I am getting married on 7/7/07 to the best man I know. I am Caucasian and he is Korean. Our families have been happy to celebrate our love and although it's not perfect (when is it when joining two families together?!), it is pretty good.
I met the woman who would be my wife in 1991 (she's black and I'm white). We were friends for several months before considering a relationship. Both of us had been in interracial relationships before. She proposed to me three days before Christmas in 1992 and we married on March 18, 1995. We faced prejudice from both sides of the family but once we started having kids, family relations improved dramatically. We have two biracial sons now and have been happily married for 11 years.
For the past four years as an African American I have been dating my wonderful girlfriend who is Chinese. We met in high school and started off as best friends and soon ended up lovers, I still remember the day I took her to the prom in her beautiful white gown.
So far the people where we live are very accepting and respectful of my girlfriend and I except for the occasional blatant stare we get when walking down the street, but we have been strong and faced down every challenge.
My husband and I met in Nepal, where he was a Marine Security Guard at the embassy in Kathmandu and I was a Peace Corps Volunteer in a village far from the capital. Today, nearly 16 years (12 married) and four beautiful children later, I'm still taken aback when I think that some people once considered our marriage and children an abomination...and that some still might.
I grew up the eldest of two South Asian women in an Indian-American family. Given my family's particular brand of South Asian culture, I was not only raised to be very aware of race and aspire to a "model minority" aesthetic but to be "extremely discerning" with regard to my choice of marriage partner.
My wife and I met in my hometown on Long Island. She is from Tanzania and I am Italian-American. My parents really surprised me. They love my wife so much, I think more than they love me, sometimes.
My husband and I have been married for almost 18 years and have three school-age sons. We both came from ethnically mixed neighborhoods, and as we dated, we encountered few problems because of our different races (he's Chinese, I'm white). Once we were engaged, however, our families had some struggles with the relationship.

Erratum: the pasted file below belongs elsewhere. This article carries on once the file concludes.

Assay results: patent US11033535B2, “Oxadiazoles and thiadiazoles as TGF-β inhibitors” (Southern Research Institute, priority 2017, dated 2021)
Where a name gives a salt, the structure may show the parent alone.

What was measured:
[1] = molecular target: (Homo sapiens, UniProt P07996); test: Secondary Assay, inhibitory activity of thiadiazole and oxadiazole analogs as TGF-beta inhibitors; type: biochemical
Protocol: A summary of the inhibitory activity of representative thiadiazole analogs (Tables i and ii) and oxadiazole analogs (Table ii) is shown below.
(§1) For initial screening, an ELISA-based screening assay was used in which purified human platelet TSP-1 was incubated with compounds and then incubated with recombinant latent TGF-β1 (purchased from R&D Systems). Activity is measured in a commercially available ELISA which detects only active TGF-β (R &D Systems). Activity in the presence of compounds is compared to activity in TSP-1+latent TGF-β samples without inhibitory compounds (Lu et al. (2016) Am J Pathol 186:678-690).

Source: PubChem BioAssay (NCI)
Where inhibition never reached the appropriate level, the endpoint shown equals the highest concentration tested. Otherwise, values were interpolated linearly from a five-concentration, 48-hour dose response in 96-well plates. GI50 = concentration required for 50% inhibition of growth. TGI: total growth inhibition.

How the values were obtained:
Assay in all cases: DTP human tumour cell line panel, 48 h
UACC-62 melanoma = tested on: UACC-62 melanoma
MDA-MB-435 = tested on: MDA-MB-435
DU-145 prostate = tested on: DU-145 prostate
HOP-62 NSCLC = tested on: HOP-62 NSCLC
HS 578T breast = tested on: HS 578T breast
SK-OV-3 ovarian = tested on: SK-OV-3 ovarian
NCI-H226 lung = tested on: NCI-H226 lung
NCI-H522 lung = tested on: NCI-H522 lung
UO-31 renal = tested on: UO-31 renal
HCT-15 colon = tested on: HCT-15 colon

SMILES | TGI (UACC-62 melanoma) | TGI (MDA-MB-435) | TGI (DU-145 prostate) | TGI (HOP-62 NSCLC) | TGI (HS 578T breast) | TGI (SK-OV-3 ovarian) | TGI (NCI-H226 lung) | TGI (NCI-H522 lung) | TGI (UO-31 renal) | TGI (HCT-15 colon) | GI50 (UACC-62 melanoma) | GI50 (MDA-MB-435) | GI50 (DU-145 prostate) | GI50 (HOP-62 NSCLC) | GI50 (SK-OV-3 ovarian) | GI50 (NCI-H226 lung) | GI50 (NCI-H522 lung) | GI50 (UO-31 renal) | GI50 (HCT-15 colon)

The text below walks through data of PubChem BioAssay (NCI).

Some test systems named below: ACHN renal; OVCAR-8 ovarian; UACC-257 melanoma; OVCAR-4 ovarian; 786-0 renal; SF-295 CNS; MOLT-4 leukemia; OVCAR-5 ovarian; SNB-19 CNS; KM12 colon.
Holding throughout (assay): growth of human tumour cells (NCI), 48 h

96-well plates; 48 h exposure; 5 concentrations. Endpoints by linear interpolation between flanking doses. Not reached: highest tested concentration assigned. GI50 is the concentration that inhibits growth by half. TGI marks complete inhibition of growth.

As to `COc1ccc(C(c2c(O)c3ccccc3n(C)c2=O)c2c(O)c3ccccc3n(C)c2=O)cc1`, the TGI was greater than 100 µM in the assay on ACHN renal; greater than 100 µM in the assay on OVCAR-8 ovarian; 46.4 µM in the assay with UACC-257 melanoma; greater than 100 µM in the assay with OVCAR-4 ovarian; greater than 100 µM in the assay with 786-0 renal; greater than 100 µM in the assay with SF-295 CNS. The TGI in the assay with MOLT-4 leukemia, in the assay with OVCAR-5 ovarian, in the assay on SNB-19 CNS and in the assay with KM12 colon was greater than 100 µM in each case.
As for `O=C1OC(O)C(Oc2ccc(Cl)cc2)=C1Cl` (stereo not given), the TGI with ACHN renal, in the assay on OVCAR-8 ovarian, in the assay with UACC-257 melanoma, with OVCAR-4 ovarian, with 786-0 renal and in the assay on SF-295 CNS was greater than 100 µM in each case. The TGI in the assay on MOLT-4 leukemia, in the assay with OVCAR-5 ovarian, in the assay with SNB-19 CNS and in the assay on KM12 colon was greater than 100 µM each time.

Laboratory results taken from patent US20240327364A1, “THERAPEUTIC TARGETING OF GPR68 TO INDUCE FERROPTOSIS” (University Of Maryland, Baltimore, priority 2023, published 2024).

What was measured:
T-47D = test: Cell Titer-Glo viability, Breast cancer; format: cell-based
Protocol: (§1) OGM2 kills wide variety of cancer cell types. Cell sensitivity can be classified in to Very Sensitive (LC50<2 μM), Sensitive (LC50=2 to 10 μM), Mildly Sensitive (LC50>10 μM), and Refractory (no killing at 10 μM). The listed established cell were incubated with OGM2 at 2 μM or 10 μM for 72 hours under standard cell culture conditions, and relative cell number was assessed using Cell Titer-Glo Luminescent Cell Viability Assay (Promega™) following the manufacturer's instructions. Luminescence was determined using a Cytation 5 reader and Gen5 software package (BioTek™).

I am white, and the love of my life happens to be black. We met in elementary, but barely knew each other. Once we entered 6th grade we really hit it off, became best friends, and eventually began dating off and on. In high school we became a lot more serious and inseparable. I met his mom before, and she seemed really nice and understanding until she realized how serious we really were. She told him to end things between us. She hated the idea of him dating me. He told me about his mom and together we tried to convince her how much we needed each other, but she still didn't want us dating.
I am the product of an interracial marriage. I am married to a caucasian man and made the choice - not because of his race, but because of how wonderfully he treats me and because of the special friendship we continue to share after 12 years of being with one another. As a product of our love, we now have two beautiful racially mixed children and share a wonderful life. Our children will grow up knowing that it is not what matters on the outside, but what a person's heart and soul are that make the difference.
I am Mexican-American and my boyfriend is white. I told him about Loving Day a few weeks ago. He must have taken the holiday to heart because he chose to commemorate Loving Day by proposing to me! He took me by complete surprise by proposing as we hiked with our dog on a trail overlooking Lake Tahoe. I couldn't be happier and I would like to wish all the love and luck that we have had on all of the interracial couples out there.